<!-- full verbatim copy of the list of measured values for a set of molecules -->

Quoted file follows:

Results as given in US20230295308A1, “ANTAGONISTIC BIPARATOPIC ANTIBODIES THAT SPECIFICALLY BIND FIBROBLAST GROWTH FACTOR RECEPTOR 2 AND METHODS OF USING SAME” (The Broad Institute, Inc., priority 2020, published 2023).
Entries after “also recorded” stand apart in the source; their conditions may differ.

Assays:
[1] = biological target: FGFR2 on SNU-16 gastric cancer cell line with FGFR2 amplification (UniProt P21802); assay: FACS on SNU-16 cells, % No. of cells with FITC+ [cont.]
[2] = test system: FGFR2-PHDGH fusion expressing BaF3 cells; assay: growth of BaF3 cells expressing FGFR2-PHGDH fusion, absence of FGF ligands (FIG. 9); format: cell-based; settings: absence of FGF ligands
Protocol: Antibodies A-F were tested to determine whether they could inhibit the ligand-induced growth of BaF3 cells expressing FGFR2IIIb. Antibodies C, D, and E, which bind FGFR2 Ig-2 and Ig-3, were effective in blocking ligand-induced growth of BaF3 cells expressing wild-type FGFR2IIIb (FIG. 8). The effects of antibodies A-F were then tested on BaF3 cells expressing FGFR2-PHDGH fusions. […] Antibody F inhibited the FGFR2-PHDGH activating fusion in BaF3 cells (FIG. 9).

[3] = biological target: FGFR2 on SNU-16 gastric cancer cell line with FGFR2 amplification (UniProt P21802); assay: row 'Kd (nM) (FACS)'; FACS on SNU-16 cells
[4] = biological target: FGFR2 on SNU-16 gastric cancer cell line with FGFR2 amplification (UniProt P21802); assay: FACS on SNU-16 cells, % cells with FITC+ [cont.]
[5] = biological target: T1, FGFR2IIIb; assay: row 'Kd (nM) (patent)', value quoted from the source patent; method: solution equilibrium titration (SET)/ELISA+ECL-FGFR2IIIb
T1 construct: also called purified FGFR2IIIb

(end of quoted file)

Results as given in US20230295308A1, “ANTAGONISTIC BIPARATOPIC ANTIBODIES THAT SPECIFICALLY BIND FIBROBLAST GROWTH FACTOR RECEPTOR 2 AND METHODS OF USING SAME” (The Broad Institute, Inc., priority 2020, published 2023).
Entries after “also recorded” stand apart in the source; their conditions may differ.

Assays:
[1] = biological target: FGFR2 on SNU-16 gastric cancer cell line with FGFR2 amplification (UniProt P21802); assay: FACS on SNU-16 cells, % No. of cells with FITC+ [cont.]
[2] = test system: FGFR2-PHDGH fusion expressing BaF3 cells; assay: growth of BaF3 cells expressing FGFR2-PHGDH fusion, absence of FGF ligands (FIG. 9); format: cell-based; settings: absence of FGF ligands
Protocol: Antibodies A-F were tested to determine whether they could inhibit the ligand-induced growth of BaF3 cells expressing FGFR2IIIb. Antibodies C, D, and E, which bind FGFR2 Ig-2 and Ig-3, were effective in blocking ligand-induced growth of BaF3 cells expressing wild-type FGFR2IIIb (FIG. 8). The effects of antibodies A-F were then tested on BaF3 cells expressing FGFR2-PHDGH fusions. […] Antibody F inhibited the FGFR2-PHDGH activating fusion in BaF3 cells (FIG. 9).

[3] = biological target: FGFR2 on SNU-16 gastric cancer cell line with FGFR2 amplification (UniProt P21802); assay: row 'Kd (nM) (FACS)'; FACS on SNU-16 cells
[4] = biological target: FGFR2 on SNU-16 gastric cancer cell line with FGFR2 amplification (UniProt P21802); assay: FACS on SNU-16 cells, % cells with FITC+ [cont.]
[5] = biological target: T1, FGFR2IIIb; assay: row 'Kd (nM) (patent)', value quoted from the source patent; method: solution equilibrium titration (SET)/ELISA+ECL-FGFR2IIIb
T1 construct: also called purified FGFR2IIIb